Features to Look for on a Circular Saw
If you’ve been on the jobsite for a while, you know what features to look for on a circular saw. Ot at least the features you’re used to. As circular saws move to greater performance in the cordless sector, more of these features are showing up – along with a few new ones.
Features to Look for on a Circular Saw
A user’s initial impression of a saw is through its grip feel, balance, and ease of adjustments. The rear handle of every circular saw should have a rubber surface for a sure grip and most will also have the same material on their front knobs (pommels).
A few saw handles in our cordless shootout were less comfortable because they were too vertical, too fat, or had trigger safety buttons that were difficult to push. Trigger safeties should be within easy reach of your thumb – even when bevel cutting – and ones you push down on are generally easier to use than one you push in. Repositioning your hand to squeeze your thumb inward compromises your grip more than a downward pushing action. And saws that require you to move your trigger finger to reach the safety and then reposition your hand with the saw running to get a good grip on the handle are the most awkward to start.
A heavy saw will always feel heavy, but good balance can offset the strain associated with handling a heavyweight circular saw. Keep in mind that the plus-size batteries we often use in cordless circular saws put these tools at their heaviest – and the bigger batteries may negatively affect the balance the tool was originally designed with.
Setting the depth adjustment should be an easy task for Pro level circular saws. Often depth scales are way off, so check first before depending on one. But that’s not a deal breaker since you can draw your own marks.
Most circular saws have depth locking levers placed to the outside of the saw. They are easy to reach here but can bump loose when the saw is set down on the work surface, especially for saws with levers that lock down near the level of the shoe.
Setting a saw’s bevel angle precisely is easier with saws that have marks every one degree instead of every five degrees and thin marks etched into the bevel angle quadrant are typically easier to see and last longer than those merely painted on. Similarly, definitive pointers down close to the degree marks reduce parallax error and increase setting precision. However they are constructed, bevel scales and pointers with strong visual contrast help immensely.
A few extra features found on some of the saws add a nice bit of functionality in different situations. Hanging hooks are handy to have when you are away from the cut station, allowing you to hang the saw securely from a nearby scaffold rail or a bit of blocking. And though they are totally invisible in bright daylight, LED headlights really come alive indoors and can be a big help in the shop or at a remodeling job. Also well-suited for indoor work, the aimable dust ports found on a few circular saws can be connected to a portable vacuum to tame airborne dust.
Performance Enhancing Features
Features that help you work effectively with a circular saw include accurate cutline markers, good blade visibility, smooth guard retraction, and a flat shoe set parallel to the blade. The best cutline markers line up exactly with the kerf cut by the saw with a notch no wider than a thin-kerf saw blade so you can tell where to aim to cut to one side of your mark or the other. Markers with a notch much wider than the kerf or out of line with it require some doctoring before you can rely on them.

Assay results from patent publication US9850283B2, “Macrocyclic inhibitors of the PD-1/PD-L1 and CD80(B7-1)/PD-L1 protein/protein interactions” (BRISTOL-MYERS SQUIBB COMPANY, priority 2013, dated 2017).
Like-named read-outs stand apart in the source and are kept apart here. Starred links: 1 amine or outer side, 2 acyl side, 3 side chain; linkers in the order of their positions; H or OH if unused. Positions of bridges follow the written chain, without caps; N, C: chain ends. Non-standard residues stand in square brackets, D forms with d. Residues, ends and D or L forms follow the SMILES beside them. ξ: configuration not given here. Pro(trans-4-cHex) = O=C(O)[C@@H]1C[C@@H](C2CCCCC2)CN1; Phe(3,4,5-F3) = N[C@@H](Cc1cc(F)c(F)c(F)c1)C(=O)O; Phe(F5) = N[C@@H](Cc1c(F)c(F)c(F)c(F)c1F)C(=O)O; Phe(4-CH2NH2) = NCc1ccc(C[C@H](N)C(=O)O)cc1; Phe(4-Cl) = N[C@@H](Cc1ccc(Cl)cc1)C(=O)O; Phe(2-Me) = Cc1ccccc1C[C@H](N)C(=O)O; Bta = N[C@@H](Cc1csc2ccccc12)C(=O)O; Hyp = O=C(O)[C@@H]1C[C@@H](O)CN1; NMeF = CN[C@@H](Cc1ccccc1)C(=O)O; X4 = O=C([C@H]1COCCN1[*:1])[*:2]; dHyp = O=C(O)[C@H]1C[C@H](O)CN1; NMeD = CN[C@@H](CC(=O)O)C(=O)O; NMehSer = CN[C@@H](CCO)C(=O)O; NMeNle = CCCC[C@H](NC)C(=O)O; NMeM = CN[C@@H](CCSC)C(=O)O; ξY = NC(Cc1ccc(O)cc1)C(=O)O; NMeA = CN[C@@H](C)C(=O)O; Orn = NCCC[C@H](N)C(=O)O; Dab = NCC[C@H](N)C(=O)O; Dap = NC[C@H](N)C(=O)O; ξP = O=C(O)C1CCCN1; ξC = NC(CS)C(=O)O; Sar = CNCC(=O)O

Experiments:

Because you can’t always sight your cut through the cutline marker, visibility of the blade where it enters the material is important. When the blade is facing the user, you usually have an unobstructed line of sight, but saws with the blade facing away provide more a challenge with the view often blocked by the upper guard housing, lower guard retracting lever, or the user’s hand on the front knob. Keeping a saw set at its maximum depth of cut can help since it moves more of the blade forward into the viewing “window” above the motor.
A saw’s lower guard should to retract freely during any cut, regardless of blade depth or cutting angle. The best guards have angled lower edges and rounded lobes to ride up on the material better so you don’t have to make cuts with the guard lever held open with your front hand. Cast metal guards with rough edges often work much better after a little smoothing. To reduce guard hang-ups, sawing with the minimum depth of cut required will help.
To achieve lower bevel angles, modern saws have much of the shoe cut away in the middle so there is little bearing surface keeping the saw steady. Variance in shoe flatness – especially across the width – can cause the saw to tilt and bind during the cut. Such a bend or dip across the shoe can also effectively change the angle of the blade relative to the material being cut depending on how much of the shoe sits on the material. A long cutoff piece in contact with both the left and right perimeter of the shoe will bridge the gap, but during a shave cut, the saw will tilt toward the dip in the center of the shoe, making it difficult to achieve square cuts of all lengths.
Besides being flat, a saw’s shoe should also have edges set parallel to the blade so it can be guided effectively against a straightedge or square.
This is what our Pros agree are the features to look for on a circular saw. Think we missed one (or more)? Feel free to tell us about it in the comments below or hit us up on Facebook, Instagram, and Twitter!